Canadian National Railway Co. boosted its earnings guidance for the year after beating analyst forecasts with first-quarter profits that surged 16 per cent.
The Montreal-based railway earned $775-million, or $1.75 per share, for the period ended March 31, compared to $1.45 per share in the prior year.
The results and CN’s assumption of continued improvement in economic conditions prompted it to revise its 2012 earnings outlook to 10 per cent adjusted earnings growth.
“While CN benefited from a milder winter and improving economic conditions, our very solid first-quarter results underscore that our strategy is working,” said president and chief executive officer Claude Mongeau.
Excluding a $252-million after-tax gain from the sale of a Toronto rail line, CN earned $1.18 per share, up 31 per cent from 90 cents in the quarter last year.
Canadian National was expected to earn $1.03 per share in the first quarter, up from 90 cents a year earlier, according to analysts polled by Thomson Reuters.
Revenue increased 13 per cent to $2.35-billion, higher than the nearly $2.3-billion forecasted by analysts and $2.08-billion in the prior year.
Revenue ton-miles – a key metric for railway operators – rose 6 per cent while car loadings increased 5 per cent.
Mr. Mongeau said the railway’s team executed well on all key fronts handling solid volume growth at low incremental cost.
“CN’s commitment to operational and service excellence is the core driver of our strategy. It allows us to offer a more valuable transportation product that improves the supply chains we serve and helps our customers compete more effectively in their own markets.”
Operating income increased 23 per cent to $793-million, while the operating ratio was 66.2 per cent, a 2.8-point improvement over the year-earlier quarter.
Free cash flow was $48-million, after paying $450-million in voluntary pension plan contributions.
The company said Monday it now expects to deliver “a full 10 per cent growth” in adjusted diluted EPS this year over the $4.84 per share earned in 2011 despite $100-million in additional pension expenses.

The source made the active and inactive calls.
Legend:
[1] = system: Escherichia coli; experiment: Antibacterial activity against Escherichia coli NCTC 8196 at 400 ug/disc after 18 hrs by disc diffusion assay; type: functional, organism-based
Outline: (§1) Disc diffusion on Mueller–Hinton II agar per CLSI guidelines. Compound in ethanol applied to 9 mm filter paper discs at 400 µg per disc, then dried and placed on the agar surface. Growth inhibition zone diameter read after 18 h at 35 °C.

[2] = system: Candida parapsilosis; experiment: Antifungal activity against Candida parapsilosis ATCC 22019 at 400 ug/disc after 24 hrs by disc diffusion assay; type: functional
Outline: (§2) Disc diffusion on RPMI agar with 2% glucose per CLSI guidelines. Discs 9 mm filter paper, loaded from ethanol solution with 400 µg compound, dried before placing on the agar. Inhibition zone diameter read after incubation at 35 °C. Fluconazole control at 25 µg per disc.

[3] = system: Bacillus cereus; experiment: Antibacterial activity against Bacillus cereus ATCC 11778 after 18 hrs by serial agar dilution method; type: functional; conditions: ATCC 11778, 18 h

That’s up from its prior guidance for EPS growth “of up to 10 per cent.”
The railway also expects to generate about $950-million in free cash flow, compared to $875-million in its prior forecast.
The higher revenue stemmed from higher freight volumes due in part to continuing improvements in North American and global economies, a milder winter and the company’s performance in several key segments.
Revenue increased for metals and minerals by 31 per cent, coal by 18 per cent and intermodal by 17 per cent. Petroleum and chemicals, automotive and forest products were also up by double digits.
Grain and fertilizer revenues declined 2 per cent.
Operating expenses for the first quarter increased by 8 per cent to $1.55-billion, mainly due to higher fuel costs as well as labour and fringe benefits expense.
However, Mr. Mongeau added that he believes CN will continue to shine against its peers.
“We continue to believe that CN will outperform the industry in terms of car load growth and that it will sustain earnings growth of 10 per cent plus per year in view of its strong management team and the growth prospects that lie ahead,” he said.
CN’s Canadian rival Canadian Pacific Railway Ltd. said Monday it is raising its quarterly dividend to 35 cents from 30 cents ahead of a key shareholder vote.
The railway’s largest shareholder, Pershing Square Capital Management, is seeking to replace the railway’s CEO.
The New York hedge fund has said replacing CP CEO Fred Green with former CN chief Hunter Harrison will help the railway get up to speed with its peers.
But CN foresees the arrival of Mr. Harrison at CP’s helm as increasing opportunities for itself, according to a report by Benoit Poirier of Desjardins Capital Markets.
The railway expects a Harrison-led CP might become more disciplined in terms of prices. But it also believes some CP customers, including potash group Canpotex, will move more of its business to CN.
CN’s first-quarter results come a month after the Quebec government announced that CN was teaming with Caisse de dépôt et placement du Québec on a $5-billion plan to build and operate an 800-kilometre railway line as part of the province’s northern plan.
The project announced in last month’s provincial budget could be operational in 2017. A detailed feasibility plan will be undertaken once agreements are reached with mining companies along the route.
The railway would fund two-thirds of the project, while Canada’s largest pension fund manager would provide the rest.
Up to 200 million tonnes of ore are expected to be shipped between iron ore mines in northern Quebec and the port of Sept-Iles, generating up to $1.3-billion of revenue for CN, according to Mr. Poirier’s report.
CN is a major North American railway with one of the most efficient operations in the industry. It runs the largest rail network in Canada and has the only transcontinental network in North America, servicing ports on the Atlantic, Pacific and Gulf of Mexico coasts.
The railway, a former federal Crown corporation privatized in the mid-1990s, employs more than 22,000 workers.
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